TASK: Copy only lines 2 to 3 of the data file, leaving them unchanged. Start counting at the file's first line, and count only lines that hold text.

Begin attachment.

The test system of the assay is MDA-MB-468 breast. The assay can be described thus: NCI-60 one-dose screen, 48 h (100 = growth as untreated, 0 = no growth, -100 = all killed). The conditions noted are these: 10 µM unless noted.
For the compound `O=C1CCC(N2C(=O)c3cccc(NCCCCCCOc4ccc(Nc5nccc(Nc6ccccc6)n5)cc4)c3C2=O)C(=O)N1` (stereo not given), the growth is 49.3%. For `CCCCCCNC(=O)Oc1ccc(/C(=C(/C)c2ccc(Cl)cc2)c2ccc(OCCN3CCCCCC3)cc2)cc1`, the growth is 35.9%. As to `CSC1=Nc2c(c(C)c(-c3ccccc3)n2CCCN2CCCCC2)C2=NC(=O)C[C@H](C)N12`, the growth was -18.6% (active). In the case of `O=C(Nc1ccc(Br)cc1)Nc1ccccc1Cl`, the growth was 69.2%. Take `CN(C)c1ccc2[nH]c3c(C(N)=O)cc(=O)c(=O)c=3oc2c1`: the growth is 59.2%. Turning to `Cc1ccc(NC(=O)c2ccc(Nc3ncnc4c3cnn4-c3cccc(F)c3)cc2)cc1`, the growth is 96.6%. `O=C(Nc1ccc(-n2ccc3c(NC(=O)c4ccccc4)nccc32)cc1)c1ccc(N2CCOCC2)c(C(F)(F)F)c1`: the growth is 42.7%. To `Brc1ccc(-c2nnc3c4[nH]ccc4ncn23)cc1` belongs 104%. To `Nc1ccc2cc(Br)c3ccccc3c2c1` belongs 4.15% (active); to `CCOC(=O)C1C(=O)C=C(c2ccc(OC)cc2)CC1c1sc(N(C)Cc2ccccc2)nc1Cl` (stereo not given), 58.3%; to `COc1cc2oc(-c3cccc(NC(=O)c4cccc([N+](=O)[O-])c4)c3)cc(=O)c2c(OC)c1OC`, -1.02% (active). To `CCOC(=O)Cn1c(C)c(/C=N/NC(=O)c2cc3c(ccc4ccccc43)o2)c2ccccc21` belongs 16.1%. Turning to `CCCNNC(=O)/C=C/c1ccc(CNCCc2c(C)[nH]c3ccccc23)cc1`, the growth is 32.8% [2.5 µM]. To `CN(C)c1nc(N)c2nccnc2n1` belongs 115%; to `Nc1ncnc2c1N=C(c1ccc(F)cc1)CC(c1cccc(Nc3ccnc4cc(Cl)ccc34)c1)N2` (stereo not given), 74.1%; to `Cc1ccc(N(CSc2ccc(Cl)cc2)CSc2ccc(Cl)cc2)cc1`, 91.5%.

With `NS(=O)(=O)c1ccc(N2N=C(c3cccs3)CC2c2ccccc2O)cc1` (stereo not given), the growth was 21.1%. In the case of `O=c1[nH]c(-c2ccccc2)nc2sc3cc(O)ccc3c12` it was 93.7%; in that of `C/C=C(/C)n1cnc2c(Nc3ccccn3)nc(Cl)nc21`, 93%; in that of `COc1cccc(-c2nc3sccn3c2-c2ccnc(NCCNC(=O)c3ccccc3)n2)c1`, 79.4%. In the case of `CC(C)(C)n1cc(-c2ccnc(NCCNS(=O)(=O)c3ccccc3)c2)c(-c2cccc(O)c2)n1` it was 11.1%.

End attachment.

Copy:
For the compound `O=C1CCC(N2C(=O)c3cccc(NCCCCCCOc4ccc(Nc5nccc(Nc6ccccc6)n5)cc4)c3C2=O)C(=O)N1` (stereo not given), the growth is 49.3%. For `CCCCCCNC(=O)Oc1ccc(/C(=C(/C)c2ccc(Cl)cc2)c2ccc(OCCN3CCCCCC3)cc2)cc1`, the growth is 35.9%. As to `CSC1=Nc2c(c(C)c(-c3ccccc3)n2CCCN2CCCCC2)C2=NC(=O)C[C@H](C)N12`, the growth was -18.6% (active). In the case of `O=C(Nc1ccc(Br)cc1)Nc1ccccc1Cl`, the growth was 69.2%. Take `CN(C)c1ccc2[nH]c3c(C(N)=O)cc(=O)c(=O)c=3oc2c1`: the growth is 59.2%. Turning to `Cc1ccc(NC(=O)c2ccc(Nc3ncnc4c3cnn4-c3cccc(F)c3)cc2)cc1`, the growth is 96.6%. `O=C(Nc1ccc(-n2ccc3c(NC(=O)c4ccccc4)nccc32)cc1)c1ccc(N2CCOCC2)c(C(F)(F)F)c1`: the growth is 42.7%. To `Brc1ccc(-c2nnc3c4[nH]ccc4ncn23)cc1` belongs 104%. To `Nc1ccc2cc(Br)c3ccccc3c2c1` belongs 4.15% (active); to `CCOC(=O)C1C(=O)C=C(c2ccc(OC)cc2)CC1c1sc(N(C)Cc2ccccc2)nc1Cl` (stereo not given), 58.3%; to `COc1cc2oc(-c3cccc(NC(=O)c4cccc([N+](=O)[O-])c4)c3)cc(=O)c2c(OC)c1OC`, -1.02% (active). To `CCOC(=O)Cn1c(C)c(/C=N/NC(=O)c2cc3c(ccc4ccccc43)o2)c2ccccc21` belongs 16.1%. Turning to `CCCNNC(=O)/C=C/c1ccc(CNCCc2c(C)[nH]c3ccccc23)cc1`, the growth is 32.8% [2.5 µM]. To `CN(C)c1nc(N)c2nccnc2n1` belongs 115%; to `Nc1ncnc2c1N=C(c1ccc(F)cc1)CC(c1cccc(Nc3ccnc4cc(Cl)ccc34)c1)N2` (stereo not given), 74.1%; to `Cc1ccc(N(CSc2ccc(Cl)cc2)CSc2ccc(Cl)cc2)cc1`, 91.5%.

With `NS(=O)(=O)c1ccc(N2N=C(c3cccs3)CC2c2ccccc2O)cc1` (stereo not given), the growth was 21.1%. In the case of `O=c1[nH]c(-c2ccccc2)nc2sc3cc(O)ccc3c12` it was 93.7%; in that of `C/C=C(/C)n1cnc2c(Nc3ccccn3)nc(Cl)nc21`, 93%; in that of `COc1cccc(-c2nc3sccn3c2-c2ccnc(NCCNC(=O)c3ccccc3)n2)c1`, 79.4%. In the case of `CC(C)(C)n1cc(-c2ccnc(NCCNS(=O)(=O)c3ccccc3)c2)c(-c2cccc(O)c2)n1` it was 11.1%.